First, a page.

STARKVILLE, Miss.--Mississippi State University's College of Architecture, Art and Design is offering a unique collaborative studio for architecture and building construction science majors.
"It's the only one of its kind in the country," said CAAD Dean Jim West. "The architecture students and the construction students are in the same studio with faculty from both groups team-teaching over two semesters."
The university course offers a special learning opportunity, and collaboration is key to the students' success, said Tom Leathem, BCS assistant professor.
While the nearly 50 students are working together in the classroom, they will construct two bus shelters for the Mississippi Band of Choctaw Indians in Neshoba County. The shelters will be delivered to Philadelphia at the semester's end.
"The students have to work together hand-in-hand the entire time," Leathem said. "The architecture students are being challenged with learning and executing architecture practices, and the BCS students have to be conscious of the impacts that they could make on the design when they're trying to execute their construction portion of the project."
Architecture assistant professor Hans Herrmann said the course offers the perfect opportunity to introduce architecture majors to fundamental building construction and design materials.
"The studio is very much focused on a non-traditional set of issues for beginning students," Herrmann explained. "Engaging in the study and practical application of the effects of building materials and methods at this level in their education is highly unusual."
By designing and building the bus shelters together, the students are learning how to make the compromises that will become an integral part of their professional careers, he said.
Several architecture majors said they initially thought the biggest challenge they will face will be to consider the construction aspects of their designs. Likewise, BCS majors anticipated their biggest struggle will be adherence to the design while realizing it with construction materials.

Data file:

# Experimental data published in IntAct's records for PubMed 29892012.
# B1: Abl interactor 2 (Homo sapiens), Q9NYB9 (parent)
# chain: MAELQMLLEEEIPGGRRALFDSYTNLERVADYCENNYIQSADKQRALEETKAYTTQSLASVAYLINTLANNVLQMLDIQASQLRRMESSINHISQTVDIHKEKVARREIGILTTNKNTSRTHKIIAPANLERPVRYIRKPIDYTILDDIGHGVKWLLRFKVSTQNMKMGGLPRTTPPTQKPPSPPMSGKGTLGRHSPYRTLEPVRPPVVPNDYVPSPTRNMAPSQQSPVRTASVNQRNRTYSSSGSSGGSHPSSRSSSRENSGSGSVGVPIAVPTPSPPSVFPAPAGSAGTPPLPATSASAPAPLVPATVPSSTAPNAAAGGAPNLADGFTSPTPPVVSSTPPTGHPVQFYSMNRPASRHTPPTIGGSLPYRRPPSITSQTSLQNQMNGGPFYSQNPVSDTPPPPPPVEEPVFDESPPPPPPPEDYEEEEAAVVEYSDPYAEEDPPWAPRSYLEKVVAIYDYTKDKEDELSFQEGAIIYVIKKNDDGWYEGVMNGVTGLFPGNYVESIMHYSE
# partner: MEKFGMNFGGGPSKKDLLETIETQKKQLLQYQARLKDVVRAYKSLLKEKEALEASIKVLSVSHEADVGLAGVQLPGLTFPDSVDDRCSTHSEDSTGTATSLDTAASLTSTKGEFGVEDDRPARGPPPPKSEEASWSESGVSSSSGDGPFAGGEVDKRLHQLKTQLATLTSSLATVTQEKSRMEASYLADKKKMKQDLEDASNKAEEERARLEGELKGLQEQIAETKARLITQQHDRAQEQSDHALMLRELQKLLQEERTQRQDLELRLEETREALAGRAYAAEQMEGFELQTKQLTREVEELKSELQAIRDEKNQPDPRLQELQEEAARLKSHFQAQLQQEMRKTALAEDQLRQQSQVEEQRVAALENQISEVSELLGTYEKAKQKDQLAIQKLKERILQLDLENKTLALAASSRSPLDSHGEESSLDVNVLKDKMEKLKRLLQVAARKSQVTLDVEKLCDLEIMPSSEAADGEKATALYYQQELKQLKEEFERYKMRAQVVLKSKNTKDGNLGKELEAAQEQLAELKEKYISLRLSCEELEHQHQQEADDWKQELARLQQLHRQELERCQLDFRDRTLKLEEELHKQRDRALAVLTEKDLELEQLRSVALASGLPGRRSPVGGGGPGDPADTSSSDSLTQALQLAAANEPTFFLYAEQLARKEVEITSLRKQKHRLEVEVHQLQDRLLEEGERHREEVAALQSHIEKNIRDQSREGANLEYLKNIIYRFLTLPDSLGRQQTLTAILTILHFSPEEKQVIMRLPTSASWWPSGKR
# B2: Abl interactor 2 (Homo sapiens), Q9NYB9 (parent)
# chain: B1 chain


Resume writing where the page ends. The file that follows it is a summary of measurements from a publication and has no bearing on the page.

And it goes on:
"Architecture and building construction science programs and students are just different," said sophomore Ryan M. Fierro, an architecture major from Madison, Ala. and the son of Mario and Sheila Fierro. "I know I'm going to leave this studio still having my design sense, but I'll understand how it will be affected and changed by the construction aspects."
Finding pragmatic ways to realize the designs will be a challenge, but gaining real-world experience is preparing the entire group for the workforce, said junior building construction science major Brent M. Gaude' of Natchez, the son of David and Ann Gaude'.
As the class began the project by sculpting clay models of the proposed shelters, differences between architectural and BCS mindsets were obvious, said sophomore Rashidat L. "Mo" Momoh, an architecture major and the daughter of Khadijat Momoh of Cordova, Tenn.
"After the first rounds of models were completed, you could easily tell which ones were done by architecture majors and which ones were done by building construction science majors," Momoh said. "Even though there was a distinction between the majors, neither was right.
"The architecture majors did not consider how their models would be made out of real-world building materials, and the building construction science majors did not consider how playful and inviting a bus stop should be," she said.
When the design phase was completed, both students and faculty members critiqued the models, and teams composed of both disciplines were asked to create new models. As the students discover how to learn from one another, they will be better prepared for the workforce, Herrmann said.
"The intent of our work this semester is to form a foundational understanding of integrated project delivery as a way of realizing buildings in the world," he said.